SANA'A, Feb. 8 - Despite numerous government assurances and presidential instructions to protect and relocate the Jewish minority in Raidah village, Amran governorate, the some 400 Yemeni Jewish citizens fear for their lives today more than ever.
After the murder of a prominent figure among the Jewish community, Masha Al-Nahari, 30, the remaining members expressed their concern at the fact that the trial of the murderer has stalled while his tribe is threatening to eliminate the Jews who remain in Yemen.
The majority of the Jewish men in Amran work in trade and vocational jobs such as cobblers or silversmiths. However, for the last two months they could not practice their usual routine and their children are no longer going to the community school fearing that they will be targeted by extremists from the neighboring villages.
Afraim Al-Nahri, a member of the community, explained that they had been living in peace with their Muslim neighbors until the recent event.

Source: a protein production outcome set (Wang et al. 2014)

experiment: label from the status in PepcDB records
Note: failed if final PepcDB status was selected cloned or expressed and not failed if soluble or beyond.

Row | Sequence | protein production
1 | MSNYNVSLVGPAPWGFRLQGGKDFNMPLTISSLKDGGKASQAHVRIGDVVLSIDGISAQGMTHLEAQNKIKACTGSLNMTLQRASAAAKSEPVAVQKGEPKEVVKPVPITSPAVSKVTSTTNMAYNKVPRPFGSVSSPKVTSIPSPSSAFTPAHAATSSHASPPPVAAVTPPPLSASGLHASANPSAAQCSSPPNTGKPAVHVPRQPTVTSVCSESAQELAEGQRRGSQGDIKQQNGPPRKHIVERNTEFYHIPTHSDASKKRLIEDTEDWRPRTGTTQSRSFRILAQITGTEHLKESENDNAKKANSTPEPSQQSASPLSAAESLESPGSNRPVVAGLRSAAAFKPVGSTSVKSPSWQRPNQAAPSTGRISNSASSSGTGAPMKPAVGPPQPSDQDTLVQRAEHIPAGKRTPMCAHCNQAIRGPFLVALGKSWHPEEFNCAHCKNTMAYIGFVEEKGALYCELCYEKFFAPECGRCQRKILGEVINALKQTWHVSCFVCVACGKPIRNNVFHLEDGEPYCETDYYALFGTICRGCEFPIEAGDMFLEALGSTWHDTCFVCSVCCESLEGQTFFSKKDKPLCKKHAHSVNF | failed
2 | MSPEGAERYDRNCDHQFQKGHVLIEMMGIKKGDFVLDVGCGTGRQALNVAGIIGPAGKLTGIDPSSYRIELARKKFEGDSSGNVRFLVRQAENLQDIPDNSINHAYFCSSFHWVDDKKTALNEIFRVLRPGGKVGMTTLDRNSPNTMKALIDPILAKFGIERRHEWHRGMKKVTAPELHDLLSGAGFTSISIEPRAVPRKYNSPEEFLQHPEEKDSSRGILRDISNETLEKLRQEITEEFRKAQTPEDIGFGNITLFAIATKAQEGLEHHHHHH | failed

The recent war in Gaza increased hatred towards Yemeni Jews to the extent that some adults called them names and threw stones at them, according to a local journalist Mahmoud Taha. Amran security denied this, calling what happened as "children's mischief."
One week after the murder, a grenade was thrown at the house of Said Israel, a Yemeni Jew. There were no casualties but some material loss. This attack was also not investigated.
Moreover, former Rabbi Yahia bin Yaish said he received death threats by phone. He gave the numbers to security but identities of the callers were not revealed and no action was taken.
As a response to their demand for protection directly from President Saleh, the president instructed that the Jews relocate to Sana'a governorate. He ordered money for the burial of Masha Al-Nahari and a piece of land in Sana'a (about 222 square meters) for each Jewish family.